Gov’t denies punishing students for parents’ 'sins'


The Ministry of Basic Education (MOBE) has denied any knowledge of students who are unable to proceed with their education because of outstanding fees.

MoBE assistant minister, Nnaniki Makwinja said they have not received any report on that matter. “We have never received such a complaint," she said. Makwinja was responding to a question from the Member of Parliament (MP) for Francistown West, Ignatius Moswaane who asked if the minister is aware that some students will not be able to report for Form 4 as their parents are unable to pay their outstanding school fees. Reflecting on a statement made by the then minister in 2014, Makwinja said the ministry still maintains that no child should be excluded from continuing with their schooling or be denied certificates or anything else on account of debt owed to the school. “All debts resulting from failure to pay school fees, loss of both library and textbooks and any other debt incurred by a student should be followed up with the parents.

In a situation where a child is proceeding from junior secondary school to a senior secondary school, names and other information relating to the debt should be forwarded to the senior secondary school. The school where the child has been admitted will pursue the matter with the consenting parent,” she said. Makwinja added that it remains the responsibility of both the school head and regional directors to follow up with parents and collect money owed to the schools. She said the ministry had directed school heads through Directives and Savingrams to take heed of this issue and desist from denying students to obtain their certificates and testimonials.

Makwinja said they will orientate school heads because some of them get into these positions uninformed about such Directives. “It’s a challenge for us to go back and orientate our educators once again so that this issue raised by Moswaane never happens again,” she said. Moswaane said in January he complained about students who are denied letters of admission as a result of this. “We don’t know because the proof has not reached us. We don’t deny anything so if it has happened like you say, we apologise as a ministry,” Makwinja responded. Moswaane, among other things, wanted MoBE to explain the reasons for refusing to release admission letters to enable students to continue attending classes and if students are not being punished for their parents’ failures. Moswaane also asked if there are no means of holding parents accountable without disturbing the children’s education. In addition, Makwinja admitted that they still could not collect school fees because most of the parents take the issue lightly.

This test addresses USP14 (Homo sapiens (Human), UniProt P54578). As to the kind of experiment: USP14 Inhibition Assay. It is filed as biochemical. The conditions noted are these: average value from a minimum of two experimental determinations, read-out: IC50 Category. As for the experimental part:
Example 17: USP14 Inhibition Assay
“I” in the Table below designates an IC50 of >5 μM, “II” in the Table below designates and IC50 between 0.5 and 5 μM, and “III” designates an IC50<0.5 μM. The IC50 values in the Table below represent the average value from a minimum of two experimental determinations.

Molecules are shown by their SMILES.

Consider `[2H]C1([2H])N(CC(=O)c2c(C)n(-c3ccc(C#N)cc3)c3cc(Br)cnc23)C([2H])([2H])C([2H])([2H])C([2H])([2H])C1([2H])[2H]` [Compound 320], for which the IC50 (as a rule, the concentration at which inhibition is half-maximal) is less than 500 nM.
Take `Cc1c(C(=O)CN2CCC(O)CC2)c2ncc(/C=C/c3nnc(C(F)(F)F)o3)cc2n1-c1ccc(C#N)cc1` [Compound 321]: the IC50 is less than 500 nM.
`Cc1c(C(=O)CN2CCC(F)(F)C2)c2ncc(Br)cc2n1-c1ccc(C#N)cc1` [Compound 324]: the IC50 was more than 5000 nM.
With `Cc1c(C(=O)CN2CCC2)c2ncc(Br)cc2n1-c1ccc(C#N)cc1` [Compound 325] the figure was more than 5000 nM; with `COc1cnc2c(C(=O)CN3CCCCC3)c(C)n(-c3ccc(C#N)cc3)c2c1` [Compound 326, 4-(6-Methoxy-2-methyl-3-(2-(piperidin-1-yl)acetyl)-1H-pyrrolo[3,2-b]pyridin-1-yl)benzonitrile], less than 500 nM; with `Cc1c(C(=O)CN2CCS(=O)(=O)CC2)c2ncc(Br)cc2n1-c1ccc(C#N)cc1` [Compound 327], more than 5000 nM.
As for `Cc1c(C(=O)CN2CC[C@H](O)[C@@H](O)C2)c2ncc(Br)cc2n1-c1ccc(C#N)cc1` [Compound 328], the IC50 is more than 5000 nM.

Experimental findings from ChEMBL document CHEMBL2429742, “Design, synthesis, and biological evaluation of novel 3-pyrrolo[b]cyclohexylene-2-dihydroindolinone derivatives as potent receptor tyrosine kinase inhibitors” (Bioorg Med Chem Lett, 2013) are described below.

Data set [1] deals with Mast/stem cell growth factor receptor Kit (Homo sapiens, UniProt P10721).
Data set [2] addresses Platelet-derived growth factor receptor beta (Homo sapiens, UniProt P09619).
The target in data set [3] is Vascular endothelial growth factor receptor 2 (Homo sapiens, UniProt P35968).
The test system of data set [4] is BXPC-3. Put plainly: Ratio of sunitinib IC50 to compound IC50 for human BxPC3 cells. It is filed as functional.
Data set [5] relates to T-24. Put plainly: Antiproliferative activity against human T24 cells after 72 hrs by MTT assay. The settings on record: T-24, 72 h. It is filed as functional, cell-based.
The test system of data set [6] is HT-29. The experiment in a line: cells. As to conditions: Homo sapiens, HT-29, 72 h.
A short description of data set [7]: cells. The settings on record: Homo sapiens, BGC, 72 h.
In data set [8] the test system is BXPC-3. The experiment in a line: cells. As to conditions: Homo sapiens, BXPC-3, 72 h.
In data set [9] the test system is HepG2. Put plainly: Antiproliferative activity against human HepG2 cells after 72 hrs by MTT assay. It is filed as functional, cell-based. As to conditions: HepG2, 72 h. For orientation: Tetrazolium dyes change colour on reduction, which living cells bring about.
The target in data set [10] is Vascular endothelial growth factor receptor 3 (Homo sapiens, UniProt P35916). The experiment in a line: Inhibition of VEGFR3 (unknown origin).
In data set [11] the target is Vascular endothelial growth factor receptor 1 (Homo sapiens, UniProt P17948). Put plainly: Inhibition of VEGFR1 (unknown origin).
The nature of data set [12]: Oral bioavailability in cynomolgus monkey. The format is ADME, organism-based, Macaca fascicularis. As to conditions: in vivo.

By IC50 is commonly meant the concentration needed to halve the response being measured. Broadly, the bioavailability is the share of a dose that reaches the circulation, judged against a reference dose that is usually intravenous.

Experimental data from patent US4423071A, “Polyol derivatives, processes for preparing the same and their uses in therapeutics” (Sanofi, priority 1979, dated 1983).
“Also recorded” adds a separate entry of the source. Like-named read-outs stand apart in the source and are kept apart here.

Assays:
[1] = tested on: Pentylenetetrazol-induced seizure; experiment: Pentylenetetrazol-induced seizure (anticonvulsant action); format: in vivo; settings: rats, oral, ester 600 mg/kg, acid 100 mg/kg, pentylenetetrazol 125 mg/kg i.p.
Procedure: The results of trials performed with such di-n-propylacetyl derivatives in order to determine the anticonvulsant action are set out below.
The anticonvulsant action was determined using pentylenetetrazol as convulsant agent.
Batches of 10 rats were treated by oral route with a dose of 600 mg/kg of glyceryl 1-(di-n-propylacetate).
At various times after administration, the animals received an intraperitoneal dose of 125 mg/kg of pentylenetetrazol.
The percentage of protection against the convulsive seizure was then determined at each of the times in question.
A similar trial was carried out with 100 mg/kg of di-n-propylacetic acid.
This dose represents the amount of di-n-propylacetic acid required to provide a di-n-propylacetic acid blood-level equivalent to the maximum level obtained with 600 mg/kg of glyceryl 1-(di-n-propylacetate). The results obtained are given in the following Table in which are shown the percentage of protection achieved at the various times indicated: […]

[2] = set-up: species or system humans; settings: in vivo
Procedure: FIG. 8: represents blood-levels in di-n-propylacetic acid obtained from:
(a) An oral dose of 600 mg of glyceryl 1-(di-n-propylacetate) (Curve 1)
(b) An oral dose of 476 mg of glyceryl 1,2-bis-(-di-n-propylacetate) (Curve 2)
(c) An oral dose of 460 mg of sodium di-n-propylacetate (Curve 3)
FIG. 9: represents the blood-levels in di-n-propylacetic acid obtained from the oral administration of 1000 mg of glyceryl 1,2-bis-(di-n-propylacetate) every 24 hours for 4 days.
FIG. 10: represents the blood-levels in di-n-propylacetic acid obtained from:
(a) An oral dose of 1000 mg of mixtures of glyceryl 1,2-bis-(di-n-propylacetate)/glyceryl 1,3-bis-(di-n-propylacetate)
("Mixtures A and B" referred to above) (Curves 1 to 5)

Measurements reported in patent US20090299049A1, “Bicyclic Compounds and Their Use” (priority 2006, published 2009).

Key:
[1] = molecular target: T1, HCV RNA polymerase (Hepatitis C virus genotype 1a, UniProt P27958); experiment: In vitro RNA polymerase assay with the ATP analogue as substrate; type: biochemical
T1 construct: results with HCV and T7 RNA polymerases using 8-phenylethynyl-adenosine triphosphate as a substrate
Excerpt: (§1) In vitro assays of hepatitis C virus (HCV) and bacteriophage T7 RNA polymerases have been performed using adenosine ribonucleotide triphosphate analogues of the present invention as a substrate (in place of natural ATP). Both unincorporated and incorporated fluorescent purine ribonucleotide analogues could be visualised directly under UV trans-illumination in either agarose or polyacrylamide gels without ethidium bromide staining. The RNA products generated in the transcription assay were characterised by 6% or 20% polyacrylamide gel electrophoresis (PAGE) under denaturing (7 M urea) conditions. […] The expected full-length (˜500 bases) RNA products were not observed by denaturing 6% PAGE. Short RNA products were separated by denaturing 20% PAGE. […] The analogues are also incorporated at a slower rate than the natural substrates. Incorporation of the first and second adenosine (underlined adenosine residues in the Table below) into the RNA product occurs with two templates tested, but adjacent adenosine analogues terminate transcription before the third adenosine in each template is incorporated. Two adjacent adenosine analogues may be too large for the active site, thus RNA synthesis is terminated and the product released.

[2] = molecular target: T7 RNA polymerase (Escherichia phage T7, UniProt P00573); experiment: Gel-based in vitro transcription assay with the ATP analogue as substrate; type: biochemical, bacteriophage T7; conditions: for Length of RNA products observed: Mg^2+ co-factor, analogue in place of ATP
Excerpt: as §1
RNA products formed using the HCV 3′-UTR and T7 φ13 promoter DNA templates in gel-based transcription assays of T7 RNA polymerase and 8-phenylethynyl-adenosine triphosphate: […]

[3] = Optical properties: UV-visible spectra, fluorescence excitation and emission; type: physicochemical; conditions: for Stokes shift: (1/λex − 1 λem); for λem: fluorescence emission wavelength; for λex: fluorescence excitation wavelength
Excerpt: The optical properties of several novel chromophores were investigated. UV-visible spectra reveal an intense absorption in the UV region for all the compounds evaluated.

“We are facing a huge problem because it’s like the children are not theirs. We understand that some parents are disadvantaged but there are programmes at the Ministry of Local Government and Rural Development, which can help” Makwinja said. She added that they cannot write off these outstanding debts simply because other parents cannot pay. Tonota legislator Pono Moatlhodi blamed MoBE for putting the entire burden on itself by failing to take action against parents who fail to pay school fees. “Gagamaletsang batsadi ba di phogwana,” he said.

Editor's Comment
What about employees in private sector?

How can this be achieved when there already is little care about the working conditions of those within the private sector employ?For a long time, private sector employees have been neglected by their employers, not because they cannot do better to care for them, but because they take advantage of government's laxity when it comes to protecting and advocating for public sector employees, giving the cue to employers within the private sector...

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